Author: Wu, Xianghua
In an investigation of how lexical tone is perceived and processed at the phonetic and phonological levels, listeners from diverse language backgrounds participated in three perceptual studies. In the first, native Mandarin and Thai listeners assimilated non-native tones to their native tone categories. Results indicated that occurrence of a lower-level phonetic and a higher-level phonological assimilation process was related to listeners’ tone experience, as inexperienced listeners recognized only the phonetic distinctions, whereas experienced listeners were sensitive to both the phonetic and phonological distinctions between native and non-native tone categories. In the second study, native Mandarin, Thai and English listeners participated in a forced-choice tone perception test in which they identified the four Mandarin tone categories. Identification accuracy and confusion patterns revealed that previous tone experience predicted tone perception at the phonetic and phonological levels. Better performance was demonstrated for native than non-native, and experienced than inexperienced listeners. Experienced Thai listeners also showed more native-like performance than experienced English listeners. Tone 2 and Tone 3 were the most confusable tone pair for all but the inexperienced English listeners. Lexical information from the carrier words was also found to help Mandarin and English listeners recognize difficult tones. In the third study, participants from the second one completed a dichotic listening test assessing tone lateralization in the brain. The results demonstrated a strong influence of acoustic properties, as tones with dynamic F0 contours were lateralized to the left hemisphere while those with flatter F0 contours were lateralized to the right hemisphere. Meanwhile, native and non-native tone experience was associated with a larger degree of left hemisphere activation for Mandarin and experienced Thai listeners relative to those in the remaining groups. In summary, these three studies indicate tone perception and processing at both the phonetic and phonological levels. In relation to tone experience, inexperienced listeners may attach more importance to phonetic variation while experienced listeners are sensitive to both the phonetic and phonological differences. In terms of theoretical contributions, tone perception results extend the current models of speech perception to the suprasegmental level while tone lateralization results provide evidence supporting the acoustic and functional hypotheses.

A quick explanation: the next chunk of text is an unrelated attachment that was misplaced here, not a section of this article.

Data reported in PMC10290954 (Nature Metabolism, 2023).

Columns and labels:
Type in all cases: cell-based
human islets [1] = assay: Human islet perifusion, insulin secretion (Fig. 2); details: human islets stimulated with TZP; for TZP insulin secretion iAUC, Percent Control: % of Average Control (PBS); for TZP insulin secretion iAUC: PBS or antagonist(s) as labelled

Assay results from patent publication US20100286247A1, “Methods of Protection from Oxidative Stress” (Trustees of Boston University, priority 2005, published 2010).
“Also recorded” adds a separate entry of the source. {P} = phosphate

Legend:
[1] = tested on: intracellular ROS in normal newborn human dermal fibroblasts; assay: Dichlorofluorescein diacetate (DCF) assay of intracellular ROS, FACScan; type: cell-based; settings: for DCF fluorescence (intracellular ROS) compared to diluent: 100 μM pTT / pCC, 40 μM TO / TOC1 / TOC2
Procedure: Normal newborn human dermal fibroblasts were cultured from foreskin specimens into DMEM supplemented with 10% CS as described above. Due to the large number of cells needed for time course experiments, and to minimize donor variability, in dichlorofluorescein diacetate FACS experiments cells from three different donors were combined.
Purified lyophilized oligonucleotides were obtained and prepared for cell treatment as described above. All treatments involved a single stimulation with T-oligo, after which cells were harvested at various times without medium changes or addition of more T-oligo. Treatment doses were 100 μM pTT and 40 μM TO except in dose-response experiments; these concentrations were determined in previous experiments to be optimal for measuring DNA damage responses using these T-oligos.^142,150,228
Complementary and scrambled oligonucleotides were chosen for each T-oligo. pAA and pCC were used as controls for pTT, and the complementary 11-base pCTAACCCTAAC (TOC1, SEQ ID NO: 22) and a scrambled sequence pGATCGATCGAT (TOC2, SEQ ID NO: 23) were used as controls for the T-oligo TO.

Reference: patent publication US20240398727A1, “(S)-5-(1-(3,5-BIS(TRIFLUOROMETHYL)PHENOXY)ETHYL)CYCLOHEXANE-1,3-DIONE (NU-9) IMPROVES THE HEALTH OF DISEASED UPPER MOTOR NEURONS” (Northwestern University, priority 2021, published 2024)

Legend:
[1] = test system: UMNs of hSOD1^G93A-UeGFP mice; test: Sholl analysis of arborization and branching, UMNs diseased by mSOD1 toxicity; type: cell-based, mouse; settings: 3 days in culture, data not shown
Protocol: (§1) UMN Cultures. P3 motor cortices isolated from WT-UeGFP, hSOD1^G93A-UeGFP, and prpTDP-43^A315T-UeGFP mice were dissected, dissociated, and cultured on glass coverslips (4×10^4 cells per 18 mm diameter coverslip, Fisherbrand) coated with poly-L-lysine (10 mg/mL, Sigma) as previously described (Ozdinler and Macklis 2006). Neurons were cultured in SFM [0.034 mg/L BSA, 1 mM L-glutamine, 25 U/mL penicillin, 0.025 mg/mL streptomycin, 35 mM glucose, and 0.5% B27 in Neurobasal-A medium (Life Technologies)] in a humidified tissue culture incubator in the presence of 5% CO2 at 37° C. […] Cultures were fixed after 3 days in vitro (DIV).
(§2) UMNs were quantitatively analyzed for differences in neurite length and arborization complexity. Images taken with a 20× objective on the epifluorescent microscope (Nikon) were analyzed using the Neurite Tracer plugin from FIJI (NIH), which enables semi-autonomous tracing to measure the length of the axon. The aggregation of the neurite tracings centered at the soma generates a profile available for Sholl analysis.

Copyright is held by the author.
The author granted permission for the file to be printed, but not for the text to be copied and pasted.
Supervisor or Senior Supervisor
Thesis advisor: Munro, Murray
Member of collection